Leo the pig ate my sunflower seedlings on Monday. It was my own fault, having left the flat, in which they had germinated and begun to reach for the air, at swine’s-eye level on the patio. Ellis, our 3-year-old junior farmer, and I had planted them about a week earlier and been watering them daily, waiting for the little green heads to peek out of the soil.
East Hampton veterans, volunteer firefighters and ambulance personnel, and the East Hampton High School marching band took part in a Memorial Day parade Monday on Main Street under a cloudless blue sky.
The parade drew a strong turnout of flag-waving observers along its route from near Guild Hall to the Hook Mill green.
Beekeepers say that honey bees should almost never be exterminated when a hive is discovered. Debbie Klughers, with help from Dell Cullum and Russell Bennett of The East Hampton Star, safely removed an estimated 10,000 bees from between rafters in the Star office attic on Friday after they were discovered by roofers.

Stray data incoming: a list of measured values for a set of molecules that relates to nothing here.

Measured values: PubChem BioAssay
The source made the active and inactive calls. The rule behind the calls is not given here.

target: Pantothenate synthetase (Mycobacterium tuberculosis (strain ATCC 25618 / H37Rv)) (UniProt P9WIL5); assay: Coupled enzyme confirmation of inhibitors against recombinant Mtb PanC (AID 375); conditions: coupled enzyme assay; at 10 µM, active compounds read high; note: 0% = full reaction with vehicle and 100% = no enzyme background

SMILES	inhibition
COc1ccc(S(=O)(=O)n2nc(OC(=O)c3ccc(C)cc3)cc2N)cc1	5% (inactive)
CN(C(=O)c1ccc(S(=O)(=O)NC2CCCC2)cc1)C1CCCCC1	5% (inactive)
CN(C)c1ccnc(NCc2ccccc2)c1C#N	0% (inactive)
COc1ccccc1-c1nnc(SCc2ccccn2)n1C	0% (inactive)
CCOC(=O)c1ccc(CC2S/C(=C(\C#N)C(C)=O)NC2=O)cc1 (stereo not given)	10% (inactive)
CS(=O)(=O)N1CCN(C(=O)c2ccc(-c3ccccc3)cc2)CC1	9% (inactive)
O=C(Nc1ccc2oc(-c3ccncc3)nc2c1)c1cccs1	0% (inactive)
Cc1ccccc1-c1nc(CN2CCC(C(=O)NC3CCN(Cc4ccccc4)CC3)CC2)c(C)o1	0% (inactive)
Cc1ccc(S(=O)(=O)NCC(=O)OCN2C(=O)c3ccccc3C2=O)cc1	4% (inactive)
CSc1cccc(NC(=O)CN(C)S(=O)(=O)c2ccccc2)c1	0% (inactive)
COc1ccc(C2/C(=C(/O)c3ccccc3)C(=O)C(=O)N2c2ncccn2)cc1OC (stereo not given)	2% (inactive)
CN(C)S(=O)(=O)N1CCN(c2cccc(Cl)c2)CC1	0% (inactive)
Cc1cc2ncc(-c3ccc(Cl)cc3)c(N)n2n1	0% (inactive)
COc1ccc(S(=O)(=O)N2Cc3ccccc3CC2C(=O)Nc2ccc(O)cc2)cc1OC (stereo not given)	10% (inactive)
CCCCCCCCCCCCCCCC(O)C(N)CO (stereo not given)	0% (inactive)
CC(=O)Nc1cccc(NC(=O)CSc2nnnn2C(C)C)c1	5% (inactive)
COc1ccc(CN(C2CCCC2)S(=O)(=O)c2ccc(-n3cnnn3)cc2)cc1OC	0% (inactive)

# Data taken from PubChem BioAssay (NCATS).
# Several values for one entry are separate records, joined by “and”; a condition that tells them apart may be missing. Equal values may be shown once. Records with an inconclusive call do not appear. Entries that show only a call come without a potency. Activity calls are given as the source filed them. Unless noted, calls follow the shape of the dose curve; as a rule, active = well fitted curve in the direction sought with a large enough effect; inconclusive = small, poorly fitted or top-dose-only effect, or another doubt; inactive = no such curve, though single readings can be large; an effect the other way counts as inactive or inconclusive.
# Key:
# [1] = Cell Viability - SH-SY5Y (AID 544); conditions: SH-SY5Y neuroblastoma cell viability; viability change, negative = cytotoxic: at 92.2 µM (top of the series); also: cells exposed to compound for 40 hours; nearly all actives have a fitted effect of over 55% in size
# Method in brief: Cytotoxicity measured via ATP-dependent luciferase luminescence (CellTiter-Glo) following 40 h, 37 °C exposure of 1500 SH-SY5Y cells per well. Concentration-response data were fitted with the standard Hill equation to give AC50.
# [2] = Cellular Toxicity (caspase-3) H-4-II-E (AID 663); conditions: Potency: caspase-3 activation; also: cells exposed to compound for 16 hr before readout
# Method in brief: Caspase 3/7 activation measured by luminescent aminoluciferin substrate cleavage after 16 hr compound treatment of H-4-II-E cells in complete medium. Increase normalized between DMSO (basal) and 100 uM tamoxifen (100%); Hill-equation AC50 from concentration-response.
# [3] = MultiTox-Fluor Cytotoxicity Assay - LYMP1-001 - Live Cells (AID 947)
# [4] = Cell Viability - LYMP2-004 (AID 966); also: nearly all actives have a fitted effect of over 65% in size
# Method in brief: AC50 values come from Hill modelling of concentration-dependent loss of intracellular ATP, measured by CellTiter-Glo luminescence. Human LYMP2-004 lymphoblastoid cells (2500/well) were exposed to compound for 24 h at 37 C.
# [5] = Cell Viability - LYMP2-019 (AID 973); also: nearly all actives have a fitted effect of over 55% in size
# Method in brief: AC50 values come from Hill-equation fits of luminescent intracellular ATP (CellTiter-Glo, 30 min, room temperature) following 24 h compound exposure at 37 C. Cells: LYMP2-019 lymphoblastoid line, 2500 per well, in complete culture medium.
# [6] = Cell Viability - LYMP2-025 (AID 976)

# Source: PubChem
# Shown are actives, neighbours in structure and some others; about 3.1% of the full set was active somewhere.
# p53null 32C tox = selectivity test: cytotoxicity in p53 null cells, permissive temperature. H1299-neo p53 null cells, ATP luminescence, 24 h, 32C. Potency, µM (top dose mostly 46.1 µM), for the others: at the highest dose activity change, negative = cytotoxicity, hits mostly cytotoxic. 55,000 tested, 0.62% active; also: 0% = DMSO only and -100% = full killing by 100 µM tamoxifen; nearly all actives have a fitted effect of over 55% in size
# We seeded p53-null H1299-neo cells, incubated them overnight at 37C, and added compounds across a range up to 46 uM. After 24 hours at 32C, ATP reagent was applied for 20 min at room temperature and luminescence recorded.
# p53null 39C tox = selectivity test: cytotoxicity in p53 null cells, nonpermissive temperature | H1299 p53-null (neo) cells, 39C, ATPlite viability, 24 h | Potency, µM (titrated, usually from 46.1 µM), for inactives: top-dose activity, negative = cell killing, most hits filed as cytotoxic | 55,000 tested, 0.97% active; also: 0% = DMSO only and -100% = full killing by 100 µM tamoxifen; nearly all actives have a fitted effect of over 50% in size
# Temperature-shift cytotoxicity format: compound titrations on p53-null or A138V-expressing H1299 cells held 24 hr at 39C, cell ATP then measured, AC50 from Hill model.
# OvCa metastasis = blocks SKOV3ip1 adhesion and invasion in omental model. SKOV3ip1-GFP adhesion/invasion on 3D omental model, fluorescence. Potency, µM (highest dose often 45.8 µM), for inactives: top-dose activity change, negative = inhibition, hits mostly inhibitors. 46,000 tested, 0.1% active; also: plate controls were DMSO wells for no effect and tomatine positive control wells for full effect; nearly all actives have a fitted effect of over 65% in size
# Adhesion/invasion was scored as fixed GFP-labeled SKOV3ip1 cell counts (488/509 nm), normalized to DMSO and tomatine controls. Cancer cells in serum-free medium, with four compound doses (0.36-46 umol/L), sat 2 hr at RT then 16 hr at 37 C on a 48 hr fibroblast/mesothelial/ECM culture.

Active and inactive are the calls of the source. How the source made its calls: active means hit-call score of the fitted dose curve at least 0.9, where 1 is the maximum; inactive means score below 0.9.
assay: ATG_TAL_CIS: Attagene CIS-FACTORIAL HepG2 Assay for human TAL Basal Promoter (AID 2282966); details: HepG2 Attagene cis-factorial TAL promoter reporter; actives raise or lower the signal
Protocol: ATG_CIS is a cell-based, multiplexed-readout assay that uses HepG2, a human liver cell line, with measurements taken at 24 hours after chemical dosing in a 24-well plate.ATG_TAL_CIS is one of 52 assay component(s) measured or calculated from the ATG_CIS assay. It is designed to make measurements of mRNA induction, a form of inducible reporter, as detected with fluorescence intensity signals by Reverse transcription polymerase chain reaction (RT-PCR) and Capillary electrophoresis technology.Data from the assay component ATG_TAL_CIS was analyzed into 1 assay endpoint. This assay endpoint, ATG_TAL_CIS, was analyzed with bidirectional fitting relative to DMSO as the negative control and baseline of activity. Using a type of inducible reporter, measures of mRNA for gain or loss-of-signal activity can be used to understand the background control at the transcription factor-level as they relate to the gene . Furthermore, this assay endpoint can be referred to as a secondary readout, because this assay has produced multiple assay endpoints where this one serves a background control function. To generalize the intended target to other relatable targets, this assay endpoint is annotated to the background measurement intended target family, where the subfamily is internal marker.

The National Weather Service forecast for East Hampton has moderated ever so slightly overnight, at least as far as snow is concerned. As of 3:40 a.m., it predicted snowfall totals from a minimum of 17 inches to a maximum of 28 inches. Still, if you figure that the actual amount will end up right in the middle of that spread, that’s a lot of snow.
For those readers who really like to geek out as a storm approaches, I thought I would put together a couple of images and links that might help give a sense of how bad this particular storm might actually be.
Registration is under way for the Long Island Agricultural Conference at Suffolk Community College in Riverhead,and on